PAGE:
“We believe that maintaining and expanding high quality early childhood education is an effective and efficient expenditure even when budgets are tight,” the letter states. “We urge you to make these investments in young children a priority in your deliberations.”

    The letter, coordinated by the First Five Years Fund, an early childhood education advocacy group, includes signatures from 437 Democrats, 67 Republicans and one Independent. The lawmakers come from every state but Indiana. According to recent poll, early childhood education is a rare issue that enjoys bipartisan public support.

    President Barack Obama has proposed making high-quality preschool available to every four-year-old. To pay for it, he has suggested increasing the federal tax on cigarettes by 94 cents a pack (from $1.01 to $1.95), which would generate an estimated $78 billion for preschool over 10 years.  Obama has said he is open to alternatives to that approach, which has not attracted much support.

    The Strong Start for America’s Children Act, which is being pushed by Democrats but has a handful of Republican supporters, would create federal-state partnerships to provide prekindergarten to low- and moderate-income children. The measure would send federal money to states to help them pay for prekindergarten for 4-year-olds from families earning below 200 percent of the federal poverty level, or $47,100.

     “Increasing federal funding in early childhood education, as proposed in the bipartisan Strong Start for America’s Children Act, is the way to help states and families create opportunities for young children,” said Kris Perry, executive director of the First Five Years Fund. “Such federal investments will support states as they grow their programs, serve more children and families and develop robust early childhood systems which will more than pay for themselves.”

    Supporters of early childhood education point to research that shows it is a good investment. James Heckman, an economist at the University of Chicago, argues that every dollar invested in early childhood education results in a $7 return based on increased school and career achievement and reduced costs in remedial education, health care and the criminal justice system. Critics, such as Grover “Russ” Whitehurst , director of the Brown Center on Education Policy at the left-leaning Brookings Institution, argue the evidence is mixed at best.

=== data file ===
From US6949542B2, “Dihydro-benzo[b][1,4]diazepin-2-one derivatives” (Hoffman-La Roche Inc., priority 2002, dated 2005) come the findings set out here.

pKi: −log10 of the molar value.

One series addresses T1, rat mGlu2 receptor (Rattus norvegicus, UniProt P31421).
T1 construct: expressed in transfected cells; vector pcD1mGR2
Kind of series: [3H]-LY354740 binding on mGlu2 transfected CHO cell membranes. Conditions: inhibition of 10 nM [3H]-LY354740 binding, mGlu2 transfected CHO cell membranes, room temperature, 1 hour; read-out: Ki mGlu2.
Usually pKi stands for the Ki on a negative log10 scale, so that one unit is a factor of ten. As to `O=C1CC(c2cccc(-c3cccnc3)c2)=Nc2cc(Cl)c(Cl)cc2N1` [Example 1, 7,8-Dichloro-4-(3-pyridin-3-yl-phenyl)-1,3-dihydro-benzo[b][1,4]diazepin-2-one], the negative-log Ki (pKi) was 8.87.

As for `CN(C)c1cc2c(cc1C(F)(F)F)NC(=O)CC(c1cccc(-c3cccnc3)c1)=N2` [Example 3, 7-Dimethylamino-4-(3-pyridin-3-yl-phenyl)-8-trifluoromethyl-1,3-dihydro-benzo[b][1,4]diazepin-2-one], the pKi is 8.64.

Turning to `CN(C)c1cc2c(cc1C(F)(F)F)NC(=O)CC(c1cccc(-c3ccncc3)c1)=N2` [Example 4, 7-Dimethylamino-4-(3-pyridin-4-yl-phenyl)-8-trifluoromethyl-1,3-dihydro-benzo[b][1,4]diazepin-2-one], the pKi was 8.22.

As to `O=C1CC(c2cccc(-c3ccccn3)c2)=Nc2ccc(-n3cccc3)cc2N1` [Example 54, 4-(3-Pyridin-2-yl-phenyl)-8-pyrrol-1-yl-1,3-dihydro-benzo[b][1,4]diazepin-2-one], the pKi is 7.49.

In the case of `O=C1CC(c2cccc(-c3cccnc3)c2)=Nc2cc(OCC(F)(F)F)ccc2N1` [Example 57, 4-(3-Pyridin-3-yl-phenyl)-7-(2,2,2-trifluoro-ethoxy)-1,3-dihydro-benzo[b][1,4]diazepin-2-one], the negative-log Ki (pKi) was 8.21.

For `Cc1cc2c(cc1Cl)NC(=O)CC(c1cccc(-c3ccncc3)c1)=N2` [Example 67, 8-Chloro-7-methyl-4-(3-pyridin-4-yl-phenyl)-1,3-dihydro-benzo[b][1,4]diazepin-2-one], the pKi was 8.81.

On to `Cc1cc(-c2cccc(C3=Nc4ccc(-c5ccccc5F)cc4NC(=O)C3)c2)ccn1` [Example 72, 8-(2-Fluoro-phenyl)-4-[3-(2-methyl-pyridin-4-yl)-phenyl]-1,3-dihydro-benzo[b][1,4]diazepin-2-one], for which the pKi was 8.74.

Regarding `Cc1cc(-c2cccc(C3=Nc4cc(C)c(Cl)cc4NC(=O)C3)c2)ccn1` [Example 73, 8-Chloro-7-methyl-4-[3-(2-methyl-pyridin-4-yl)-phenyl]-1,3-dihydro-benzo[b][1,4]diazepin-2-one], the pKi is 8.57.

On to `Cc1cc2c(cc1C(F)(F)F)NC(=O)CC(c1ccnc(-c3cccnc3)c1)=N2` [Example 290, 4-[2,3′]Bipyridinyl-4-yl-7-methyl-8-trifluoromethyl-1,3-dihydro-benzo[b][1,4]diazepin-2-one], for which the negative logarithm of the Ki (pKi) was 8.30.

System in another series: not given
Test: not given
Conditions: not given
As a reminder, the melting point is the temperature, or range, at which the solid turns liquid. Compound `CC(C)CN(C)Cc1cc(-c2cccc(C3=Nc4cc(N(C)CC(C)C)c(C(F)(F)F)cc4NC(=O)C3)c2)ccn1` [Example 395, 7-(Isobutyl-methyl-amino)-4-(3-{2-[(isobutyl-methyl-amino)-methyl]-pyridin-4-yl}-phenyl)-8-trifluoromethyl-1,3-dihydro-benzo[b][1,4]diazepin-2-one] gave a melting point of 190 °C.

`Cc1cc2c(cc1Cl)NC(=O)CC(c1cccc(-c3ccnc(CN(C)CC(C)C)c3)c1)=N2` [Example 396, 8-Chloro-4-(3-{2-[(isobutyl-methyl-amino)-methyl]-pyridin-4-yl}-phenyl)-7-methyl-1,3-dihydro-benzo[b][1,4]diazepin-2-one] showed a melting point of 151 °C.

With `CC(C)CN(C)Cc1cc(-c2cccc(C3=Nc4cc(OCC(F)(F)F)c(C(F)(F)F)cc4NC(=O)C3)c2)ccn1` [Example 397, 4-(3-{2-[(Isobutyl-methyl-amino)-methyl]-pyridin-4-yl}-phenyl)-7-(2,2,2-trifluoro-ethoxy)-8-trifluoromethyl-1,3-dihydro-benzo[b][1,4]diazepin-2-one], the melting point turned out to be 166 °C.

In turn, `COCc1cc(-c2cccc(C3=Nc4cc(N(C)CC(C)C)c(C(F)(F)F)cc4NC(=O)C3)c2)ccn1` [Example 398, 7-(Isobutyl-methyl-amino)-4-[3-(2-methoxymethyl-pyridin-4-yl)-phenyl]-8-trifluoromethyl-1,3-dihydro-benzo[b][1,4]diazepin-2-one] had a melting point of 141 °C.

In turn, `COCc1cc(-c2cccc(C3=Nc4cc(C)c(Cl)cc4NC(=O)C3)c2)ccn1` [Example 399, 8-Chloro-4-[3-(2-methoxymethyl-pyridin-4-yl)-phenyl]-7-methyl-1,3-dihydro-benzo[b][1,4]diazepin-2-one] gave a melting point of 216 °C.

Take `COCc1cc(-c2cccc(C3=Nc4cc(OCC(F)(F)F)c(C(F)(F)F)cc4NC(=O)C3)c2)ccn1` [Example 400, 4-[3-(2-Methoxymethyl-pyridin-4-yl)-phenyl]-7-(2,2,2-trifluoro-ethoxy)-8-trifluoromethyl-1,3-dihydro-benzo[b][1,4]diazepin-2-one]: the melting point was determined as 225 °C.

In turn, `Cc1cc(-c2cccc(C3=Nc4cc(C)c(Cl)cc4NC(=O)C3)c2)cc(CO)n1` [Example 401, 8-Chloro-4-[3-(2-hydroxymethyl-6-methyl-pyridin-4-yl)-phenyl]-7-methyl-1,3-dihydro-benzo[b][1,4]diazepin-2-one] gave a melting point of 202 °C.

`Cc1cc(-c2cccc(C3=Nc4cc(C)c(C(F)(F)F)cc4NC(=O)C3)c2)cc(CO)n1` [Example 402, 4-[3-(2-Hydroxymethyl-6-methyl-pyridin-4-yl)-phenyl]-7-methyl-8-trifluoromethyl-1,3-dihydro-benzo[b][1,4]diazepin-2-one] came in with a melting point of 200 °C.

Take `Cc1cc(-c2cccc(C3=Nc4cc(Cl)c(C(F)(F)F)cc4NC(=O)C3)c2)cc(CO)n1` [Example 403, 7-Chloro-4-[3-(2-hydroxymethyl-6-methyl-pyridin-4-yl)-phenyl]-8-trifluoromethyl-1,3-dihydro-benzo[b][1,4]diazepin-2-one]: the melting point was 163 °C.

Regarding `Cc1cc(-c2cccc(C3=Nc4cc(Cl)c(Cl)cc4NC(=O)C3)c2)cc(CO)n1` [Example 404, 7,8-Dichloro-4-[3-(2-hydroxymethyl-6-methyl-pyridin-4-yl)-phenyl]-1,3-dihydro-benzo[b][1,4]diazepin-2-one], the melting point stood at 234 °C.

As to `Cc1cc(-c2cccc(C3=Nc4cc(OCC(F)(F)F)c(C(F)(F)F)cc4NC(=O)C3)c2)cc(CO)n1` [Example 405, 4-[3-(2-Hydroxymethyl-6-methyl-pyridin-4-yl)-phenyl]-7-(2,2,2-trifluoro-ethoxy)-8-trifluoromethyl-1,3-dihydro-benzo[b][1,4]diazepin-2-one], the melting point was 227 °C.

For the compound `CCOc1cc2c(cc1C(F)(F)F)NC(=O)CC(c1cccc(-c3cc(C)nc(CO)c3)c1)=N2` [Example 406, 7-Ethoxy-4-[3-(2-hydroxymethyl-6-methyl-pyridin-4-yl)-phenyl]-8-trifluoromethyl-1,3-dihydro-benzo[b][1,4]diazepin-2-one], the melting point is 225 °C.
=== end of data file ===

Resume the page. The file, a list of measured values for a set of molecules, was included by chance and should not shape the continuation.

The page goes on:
Meanwhile, states have forged ahead with a wide variety of policies on early childhood education. A recent reportby the Education Commission of the States  looking at 38 bills from 25 states during the 2013 legislative sessions found that state legislatures this year strengthened oversight of early childhood programs, expanded access to high-quality early childhood programs and redirected funding to early childhood education. Minnesota created a new prekindergarten scholarship program for low-income families and Hawaii and Mississippi established statewide voluntary prekindergarten programs, for example.
  • November 29, 2013 3:52 PM | Anonymous

    We are sharing news that our friend, Geoffrey Nagle, has been named president and CEO of the Erikson Institute.  Geoff served as a member of the Partnership’s Board for many years and truly has been the architect of the good early childhood work that has taken place in our state for the last decade.  We will miss him.  Here’s the link to the full news release: 

    I know I speak for so many in our state in thanking Geoff for his leadership and congratulating him on this new and exciting endeavor.  We wish him and his family the best!


    Sherry Guarisco,

    Louisiana Partnership for Children & Families



    Geoffrey A. Nagle named president of Erikson

    November 25, 2013 

    Geoffrey A. Nagle, a leader in early childhood policy and research, has been named president and CEO of Erikson Institute, effective January 1, 2014.

    He also will hold the Irving and Neison Harris President’s Chair.

    “Geoff is an innovative 21st century leader who will help guide Erikson undefined and the entire early childhood field undefined to new levels of influence and impact,” says Kate Neisser, chair of the Board of Trustees and member of the search committee. “His presidency will build on Erikson’s history of leadership, while also extending its entrepreneurialism in the service of children and families.”